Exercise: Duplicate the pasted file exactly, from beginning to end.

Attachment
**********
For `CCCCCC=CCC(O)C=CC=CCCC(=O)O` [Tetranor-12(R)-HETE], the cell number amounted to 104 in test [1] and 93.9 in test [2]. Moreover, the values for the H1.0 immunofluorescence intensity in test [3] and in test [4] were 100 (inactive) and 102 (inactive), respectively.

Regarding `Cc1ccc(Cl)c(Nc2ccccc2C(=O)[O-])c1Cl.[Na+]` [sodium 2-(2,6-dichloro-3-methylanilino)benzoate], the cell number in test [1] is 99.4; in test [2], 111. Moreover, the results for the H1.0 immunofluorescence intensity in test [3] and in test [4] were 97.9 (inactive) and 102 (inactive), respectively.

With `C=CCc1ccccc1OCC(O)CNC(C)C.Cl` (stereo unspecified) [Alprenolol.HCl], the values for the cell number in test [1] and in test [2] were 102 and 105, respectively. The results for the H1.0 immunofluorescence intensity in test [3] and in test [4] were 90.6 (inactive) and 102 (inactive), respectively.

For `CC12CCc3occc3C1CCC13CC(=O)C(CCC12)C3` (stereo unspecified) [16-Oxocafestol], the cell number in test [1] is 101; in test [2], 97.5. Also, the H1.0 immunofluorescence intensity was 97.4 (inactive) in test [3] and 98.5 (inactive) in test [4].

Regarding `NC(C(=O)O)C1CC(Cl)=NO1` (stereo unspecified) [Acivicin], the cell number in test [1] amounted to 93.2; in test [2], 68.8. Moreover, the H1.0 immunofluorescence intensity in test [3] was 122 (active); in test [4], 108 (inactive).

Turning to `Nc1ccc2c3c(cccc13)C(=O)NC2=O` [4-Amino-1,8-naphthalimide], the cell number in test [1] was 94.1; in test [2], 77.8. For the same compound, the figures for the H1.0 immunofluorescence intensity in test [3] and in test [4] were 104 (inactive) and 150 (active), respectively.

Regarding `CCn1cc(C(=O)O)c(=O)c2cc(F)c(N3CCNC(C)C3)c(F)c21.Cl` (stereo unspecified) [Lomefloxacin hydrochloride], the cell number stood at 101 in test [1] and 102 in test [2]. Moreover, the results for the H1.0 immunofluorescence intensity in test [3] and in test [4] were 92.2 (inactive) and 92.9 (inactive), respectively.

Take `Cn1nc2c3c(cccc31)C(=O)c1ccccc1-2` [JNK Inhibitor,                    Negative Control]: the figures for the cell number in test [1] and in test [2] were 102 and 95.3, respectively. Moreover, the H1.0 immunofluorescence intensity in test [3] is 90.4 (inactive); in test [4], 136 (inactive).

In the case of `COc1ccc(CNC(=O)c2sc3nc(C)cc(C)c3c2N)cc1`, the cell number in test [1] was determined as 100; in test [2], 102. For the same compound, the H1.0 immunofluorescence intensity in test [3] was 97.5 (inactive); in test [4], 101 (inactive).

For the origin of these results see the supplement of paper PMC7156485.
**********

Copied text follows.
For `CCCCCC=CCC(O)C=CC=CCCC(=O)O` [Tetranor-12(R)-HETE], the cell number amounted to 104 in test [1] and 93.9 in test [2]. Moreover, the values for the H1.0 immunofluorescence intensity in test [3] and in test [4] were 100 (inactive) and 102 (inactive), respectively.

Regarding `Cc1ccc(Cl)c(Nc2ccccc2C(=O)[O-])c1Cl.[Na+]` [sodium 2-(2,6-dichloro-3-methylanilino)benzoate], the cell number in test [1] is 99.4; in test [2], 111. Moreover, the results for the H1.0 immunofluorescence intensity in test [3] and in test [4] were 97.9 (inactive) and 102 (inactive), respectively.

With `C=CCc1ccccc1OCC(O)CNC(C)C.Cl` (stereo unspecified) [Alprenolol.HCl], the values for the cell number in test [1] and in test [2] were 102 and 105, respectively. The results for the H1.0 immunofluorescence intensity in test [3] and in test [4] were 90.6 (inactive) and 102 (inactive), respectively.

For `CC12CCc3occc3C1CCC13CC(=O)C(CCC12)C3` (stereo unspecified) [16-Oxocafestol], the cell number in test [1] is 101; in test [2], 97.5. Also, the H1.0 immunofluorescence intensity was 97.4 (inactive) in test [3] and 98.5 (inactive) in test [4].

Regarding `NC(C(=O)O)C1CC(Cl)=NO1` (stereo unspecified) [Acivicin], the cell number in test [1] amounted to 93.2; in test [2], 68.8. Moreover, the H1.0 immunofluorescence intensity in test [3] was 122 (active); in test [4], 108 (inactive).

Turning to `Nc1ccc2c3c(cccc13)C(=O)NC2=O` [4-Amino-1,8-naphthalimide], the cell number in test [1] was 94.1; in test [2], 77.8. For the same compound, the figures for the H1.0 immunofluorescence intensity in test [3] and in test [4] were 104 (inactive) and 150 (active), respectively.

Regarding `CCn1cc(C(=O)O)c(=O)c2cc(F)c(N3CCNC(C)C3)c(F)c21.Cl` (stereo unspecified) [Lomefloxacin hydrochloride], the cell number stood at 101 in test [1] and 102 in test [2]. Moreover, the results for the H1.0 immunofluorescence intensity in test [3] and in test [4] were 92.2 (inactive) and 92.9 (inactive), respectively.

Take `Cn1nc2c3c(cccc31)C(=O)c1ccccc1-2` [JNK Inhibitor,                    Negative Control]: the figures for the cell number in test [1] and in test [2] were 102 and 95.3, respectively. Moreover, the H1.0 immunofluorescence intensity in test [3] is 90.4 (inactive); in test [4], 136 (inactive).

In the case of `COc1ccc(CNC(=O)c2sc3nc(C)cc(C)c3c2N)cc1`, the cell number in test [1] was determined as 100; in test [2], 102. For the same compound, the H1.0 immunofluorescence intensity in test [3] was 97.5 (inactive); in test [4], 101 (inactive).

For the origin of these results see the supplement of paper PMC7156485.